Simon Doull, Craig Mcmillan and Dermot Reeve
None of these three commentators distinguished themselves. Them getting a C grade from me is almost entirely due to the incompetence of names listed earlier rather than anything these three did. Craig Mcmillan and Dermot Reeve showed a sense of humor at various times in the competition. Simon Doull was never too loud or too intrusive on the game action. All three also showed the ability to contextualize situations and games. Dermot Reeve was revolutionary one day cricketer and captain at the county level in the 90’s. It would be interesting to the median viewer to listen to his thoughts and strategies. I hope that is a larger part of his commentary in future editions of the IPL.
I don’t have a lot of profound praise or suggestions for these three. I can watch cricket matches with these three commentating and the sound not turned off. And sometimes that is all I need.
Grade : B aka Mostly good and I watch the game unmuted when they’re on
However within the context of the tournament and other commentators, Harsha Bhogle’s work was outstanding. His focus on the cricket, his interviews including a memorable on of Prasanna, his focus on the big picture of Indian and World cricket (like when he focused in on the performance of Yadav,Aaron and Awana as India’s fast bowling future in the Delhi vs. Punjab games) and his ability to find context at all times make him indispensable in the commentary box. While his desire to not criticize several sacred institutional and public personalities annoys me no end, his description of events on the cricket field leave little to be desired. He integrates the corporate aspects of the league seamlessly. He takes a back seat to vocal crowds and critical moments while flagging key events appropriately. American sport does a great job of separating play-byplay voices from the ones who provide analysis. For cricket play-by-play television commentary there is no one better than Harsha Bhogle. He enhanced the IPL viewing experience for me and should be a must-have at all future editions.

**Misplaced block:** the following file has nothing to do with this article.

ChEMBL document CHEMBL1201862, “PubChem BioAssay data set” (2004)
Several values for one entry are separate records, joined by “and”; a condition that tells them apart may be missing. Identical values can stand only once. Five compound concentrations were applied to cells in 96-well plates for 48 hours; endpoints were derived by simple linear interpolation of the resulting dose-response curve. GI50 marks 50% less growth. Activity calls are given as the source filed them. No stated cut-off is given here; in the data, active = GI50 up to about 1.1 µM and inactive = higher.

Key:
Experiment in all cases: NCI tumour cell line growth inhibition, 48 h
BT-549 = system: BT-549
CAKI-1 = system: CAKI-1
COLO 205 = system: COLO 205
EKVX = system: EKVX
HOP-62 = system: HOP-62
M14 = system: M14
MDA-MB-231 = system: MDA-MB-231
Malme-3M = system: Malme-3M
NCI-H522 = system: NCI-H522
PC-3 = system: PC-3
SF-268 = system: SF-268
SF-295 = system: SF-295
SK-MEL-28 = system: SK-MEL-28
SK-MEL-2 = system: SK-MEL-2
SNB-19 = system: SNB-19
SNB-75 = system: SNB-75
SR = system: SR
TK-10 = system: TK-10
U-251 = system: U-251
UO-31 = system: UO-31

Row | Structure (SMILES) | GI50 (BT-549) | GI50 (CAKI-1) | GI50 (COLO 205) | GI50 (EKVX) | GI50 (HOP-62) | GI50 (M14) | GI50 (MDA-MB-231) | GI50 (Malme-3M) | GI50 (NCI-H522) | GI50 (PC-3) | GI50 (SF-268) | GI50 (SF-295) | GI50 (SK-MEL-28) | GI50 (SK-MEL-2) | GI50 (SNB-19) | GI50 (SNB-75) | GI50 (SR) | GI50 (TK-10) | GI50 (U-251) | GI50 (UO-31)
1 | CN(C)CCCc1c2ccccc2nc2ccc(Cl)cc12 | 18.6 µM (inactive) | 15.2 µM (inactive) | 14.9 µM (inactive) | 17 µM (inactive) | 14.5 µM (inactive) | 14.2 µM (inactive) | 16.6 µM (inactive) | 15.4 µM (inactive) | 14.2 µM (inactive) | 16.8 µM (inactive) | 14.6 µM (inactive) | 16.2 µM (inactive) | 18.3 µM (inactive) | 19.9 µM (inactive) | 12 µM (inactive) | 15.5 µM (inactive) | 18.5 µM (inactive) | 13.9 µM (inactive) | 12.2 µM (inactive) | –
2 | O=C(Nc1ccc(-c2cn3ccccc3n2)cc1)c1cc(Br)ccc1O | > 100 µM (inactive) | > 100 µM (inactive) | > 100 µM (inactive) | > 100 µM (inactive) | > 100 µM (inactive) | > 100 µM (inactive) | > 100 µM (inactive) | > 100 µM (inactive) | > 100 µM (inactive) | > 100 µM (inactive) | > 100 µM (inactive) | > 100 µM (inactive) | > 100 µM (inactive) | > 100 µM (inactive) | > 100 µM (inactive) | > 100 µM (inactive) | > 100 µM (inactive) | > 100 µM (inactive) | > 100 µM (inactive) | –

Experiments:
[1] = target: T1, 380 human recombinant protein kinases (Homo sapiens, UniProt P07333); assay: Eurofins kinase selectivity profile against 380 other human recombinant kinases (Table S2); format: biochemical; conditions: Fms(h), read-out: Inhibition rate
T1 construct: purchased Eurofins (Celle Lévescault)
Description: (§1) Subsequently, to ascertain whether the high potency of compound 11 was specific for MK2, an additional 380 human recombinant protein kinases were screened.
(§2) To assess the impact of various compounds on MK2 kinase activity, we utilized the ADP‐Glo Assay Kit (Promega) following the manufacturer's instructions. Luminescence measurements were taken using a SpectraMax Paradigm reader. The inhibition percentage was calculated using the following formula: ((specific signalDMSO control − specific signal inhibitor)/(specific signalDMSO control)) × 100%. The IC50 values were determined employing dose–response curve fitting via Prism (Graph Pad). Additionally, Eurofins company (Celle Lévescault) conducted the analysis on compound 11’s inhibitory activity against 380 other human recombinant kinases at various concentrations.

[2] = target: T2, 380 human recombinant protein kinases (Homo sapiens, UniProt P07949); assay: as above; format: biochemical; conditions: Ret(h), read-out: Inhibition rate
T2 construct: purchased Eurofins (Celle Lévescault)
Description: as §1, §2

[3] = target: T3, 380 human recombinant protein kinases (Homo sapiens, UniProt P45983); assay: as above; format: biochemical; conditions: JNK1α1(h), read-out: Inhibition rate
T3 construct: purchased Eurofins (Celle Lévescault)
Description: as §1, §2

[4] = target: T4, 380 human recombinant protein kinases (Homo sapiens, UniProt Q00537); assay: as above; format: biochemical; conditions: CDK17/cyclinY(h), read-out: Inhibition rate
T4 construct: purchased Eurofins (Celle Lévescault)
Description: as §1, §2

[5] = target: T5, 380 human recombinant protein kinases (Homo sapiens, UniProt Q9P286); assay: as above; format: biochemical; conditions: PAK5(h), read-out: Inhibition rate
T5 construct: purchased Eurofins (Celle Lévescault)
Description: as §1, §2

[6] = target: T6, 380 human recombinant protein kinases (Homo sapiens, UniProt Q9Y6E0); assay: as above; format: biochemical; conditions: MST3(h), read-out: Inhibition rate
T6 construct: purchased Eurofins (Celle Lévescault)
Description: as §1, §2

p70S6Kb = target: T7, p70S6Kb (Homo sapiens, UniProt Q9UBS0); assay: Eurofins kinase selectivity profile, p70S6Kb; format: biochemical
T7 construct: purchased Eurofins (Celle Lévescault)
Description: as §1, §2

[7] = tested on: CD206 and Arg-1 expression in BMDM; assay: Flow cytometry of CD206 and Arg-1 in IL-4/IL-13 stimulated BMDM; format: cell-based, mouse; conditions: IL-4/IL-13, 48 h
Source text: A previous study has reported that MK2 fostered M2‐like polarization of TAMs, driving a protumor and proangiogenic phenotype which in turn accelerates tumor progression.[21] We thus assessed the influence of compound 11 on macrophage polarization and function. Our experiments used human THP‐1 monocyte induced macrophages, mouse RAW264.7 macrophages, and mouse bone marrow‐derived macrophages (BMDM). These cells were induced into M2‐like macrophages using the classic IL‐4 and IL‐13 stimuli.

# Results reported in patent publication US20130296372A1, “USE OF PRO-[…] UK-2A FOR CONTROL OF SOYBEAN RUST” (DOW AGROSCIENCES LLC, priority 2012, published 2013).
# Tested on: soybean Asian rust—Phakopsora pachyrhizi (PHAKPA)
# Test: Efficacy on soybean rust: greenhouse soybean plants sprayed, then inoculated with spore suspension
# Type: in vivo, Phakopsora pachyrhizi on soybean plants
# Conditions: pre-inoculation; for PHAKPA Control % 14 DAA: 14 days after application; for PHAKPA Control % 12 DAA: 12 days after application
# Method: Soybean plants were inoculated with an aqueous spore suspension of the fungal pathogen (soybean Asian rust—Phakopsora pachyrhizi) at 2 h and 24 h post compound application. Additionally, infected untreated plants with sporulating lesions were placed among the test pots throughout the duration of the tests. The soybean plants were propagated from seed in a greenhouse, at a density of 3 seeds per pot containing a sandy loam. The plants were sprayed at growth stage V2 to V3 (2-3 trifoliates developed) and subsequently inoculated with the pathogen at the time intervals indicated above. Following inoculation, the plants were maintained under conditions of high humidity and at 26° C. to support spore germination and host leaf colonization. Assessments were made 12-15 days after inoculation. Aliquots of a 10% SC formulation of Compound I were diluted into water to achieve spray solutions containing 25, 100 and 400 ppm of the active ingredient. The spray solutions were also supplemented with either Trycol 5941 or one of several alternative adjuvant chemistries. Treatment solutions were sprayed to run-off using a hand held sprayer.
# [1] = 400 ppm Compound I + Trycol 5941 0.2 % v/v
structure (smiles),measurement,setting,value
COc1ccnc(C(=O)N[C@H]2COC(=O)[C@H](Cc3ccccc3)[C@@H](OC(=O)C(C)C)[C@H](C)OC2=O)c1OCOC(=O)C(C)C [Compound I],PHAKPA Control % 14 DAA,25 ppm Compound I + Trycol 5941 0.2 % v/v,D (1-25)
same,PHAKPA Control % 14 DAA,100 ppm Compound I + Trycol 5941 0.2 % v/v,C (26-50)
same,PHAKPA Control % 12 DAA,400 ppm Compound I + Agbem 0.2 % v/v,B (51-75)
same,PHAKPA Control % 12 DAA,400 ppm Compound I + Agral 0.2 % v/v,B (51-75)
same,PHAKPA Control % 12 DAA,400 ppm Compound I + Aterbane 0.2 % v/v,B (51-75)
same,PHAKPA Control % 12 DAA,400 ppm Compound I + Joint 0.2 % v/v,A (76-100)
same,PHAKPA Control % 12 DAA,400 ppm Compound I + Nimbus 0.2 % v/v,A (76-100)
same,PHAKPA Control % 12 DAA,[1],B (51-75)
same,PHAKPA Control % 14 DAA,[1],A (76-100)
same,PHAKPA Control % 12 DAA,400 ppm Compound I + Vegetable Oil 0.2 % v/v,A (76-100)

Grade : A aka entertaining and informative and someone I listen to and learn from